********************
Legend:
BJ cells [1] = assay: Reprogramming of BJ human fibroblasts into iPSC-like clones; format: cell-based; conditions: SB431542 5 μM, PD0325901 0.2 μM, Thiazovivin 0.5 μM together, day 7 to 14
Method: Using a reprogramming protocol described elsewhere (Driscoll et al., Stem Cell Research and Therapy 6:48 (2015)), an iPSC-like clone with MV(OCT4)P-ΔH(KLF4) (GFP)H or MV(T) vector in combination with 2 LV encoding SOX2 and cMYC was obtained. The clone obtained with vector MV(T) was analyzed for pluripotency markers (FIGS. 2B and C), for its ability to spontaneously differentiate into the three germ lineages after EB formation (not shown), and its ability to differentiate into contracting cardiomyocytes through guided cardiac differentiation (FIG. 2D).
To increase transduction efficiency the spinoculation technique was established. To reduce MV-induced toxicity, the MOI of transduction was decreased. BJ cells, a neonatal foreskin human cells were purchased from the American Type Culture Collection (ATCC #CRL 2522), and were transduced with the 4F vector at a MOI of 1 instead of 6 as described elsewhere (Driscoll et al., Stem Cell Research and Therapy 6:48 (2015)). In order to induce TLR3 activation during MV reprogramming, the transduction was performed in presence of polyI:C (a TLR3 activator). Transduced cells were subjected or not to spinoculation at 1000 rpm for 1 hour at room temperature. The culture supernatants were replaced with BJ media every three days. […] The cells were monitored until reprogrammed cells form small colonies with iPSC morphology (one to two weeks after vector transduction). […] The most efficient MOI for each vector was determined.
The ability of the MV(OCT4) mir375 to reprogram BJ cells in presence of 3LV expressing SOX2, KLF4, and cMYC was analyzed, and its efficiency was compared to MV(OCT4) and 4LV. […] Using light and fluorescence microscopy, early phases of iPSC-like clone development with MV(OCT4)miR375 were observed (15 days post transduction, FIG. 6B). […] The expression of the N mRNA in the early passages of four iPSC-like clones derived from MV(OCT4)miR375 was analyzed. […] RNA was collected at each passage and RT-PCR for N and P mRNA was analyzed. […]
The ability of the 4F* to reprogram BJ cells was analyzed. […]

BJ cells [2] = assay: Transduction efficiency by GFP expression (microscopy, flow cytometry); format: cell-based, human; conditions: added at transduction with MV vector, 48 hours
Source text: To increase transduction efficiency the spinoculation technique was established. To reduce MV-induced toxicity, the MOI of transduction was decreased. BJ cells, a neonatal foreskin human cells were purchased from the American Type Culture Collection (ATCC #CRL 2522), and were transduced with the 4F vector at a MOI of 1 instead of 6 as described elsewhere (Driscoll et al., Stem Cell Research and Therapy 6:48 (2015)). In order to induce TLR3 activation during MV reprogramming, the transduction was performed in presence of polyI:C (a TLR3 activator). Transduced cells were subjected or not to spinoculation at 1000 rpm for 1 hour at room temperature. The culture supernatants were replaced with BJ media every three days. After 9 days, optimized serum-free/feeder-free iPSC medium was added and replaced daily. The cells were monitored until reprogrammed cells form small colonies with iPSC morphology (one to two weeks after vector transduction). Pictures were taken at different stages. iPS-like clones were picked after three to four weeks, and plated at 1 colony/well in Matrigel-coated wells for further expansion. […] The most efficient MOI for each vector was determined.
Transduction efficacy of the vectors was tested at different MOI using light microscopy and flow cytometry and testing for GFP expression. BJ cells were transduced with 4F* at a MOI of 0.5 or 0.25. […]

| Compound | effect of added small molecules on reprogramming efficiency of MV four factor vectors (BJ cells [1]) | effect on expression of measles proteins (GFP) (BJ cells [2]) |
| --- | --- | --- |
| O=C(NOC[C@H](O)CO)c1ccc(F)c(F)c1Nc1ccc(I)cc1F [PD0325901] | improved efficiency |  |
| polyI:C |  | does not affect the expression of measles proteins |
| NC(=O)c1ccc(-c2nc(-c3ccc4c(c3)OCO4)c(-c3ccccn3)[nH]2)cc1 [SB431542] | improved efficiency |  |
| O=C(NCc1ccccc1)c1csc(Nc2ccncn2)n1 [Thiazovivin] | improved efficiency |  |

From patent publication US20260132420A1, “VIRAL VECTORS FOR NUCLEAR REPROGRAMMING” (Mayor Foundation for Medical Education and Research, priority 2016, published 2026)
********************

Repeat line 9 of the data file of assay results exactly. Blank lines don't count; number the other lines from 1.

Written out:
Transduction efficacy of the vectors was tested at different MOI using light microscopy and flow cytometry and testing for GFP expression. BJ cells were transduced with 4F* at a MOI of 0.5 or 0.25. […]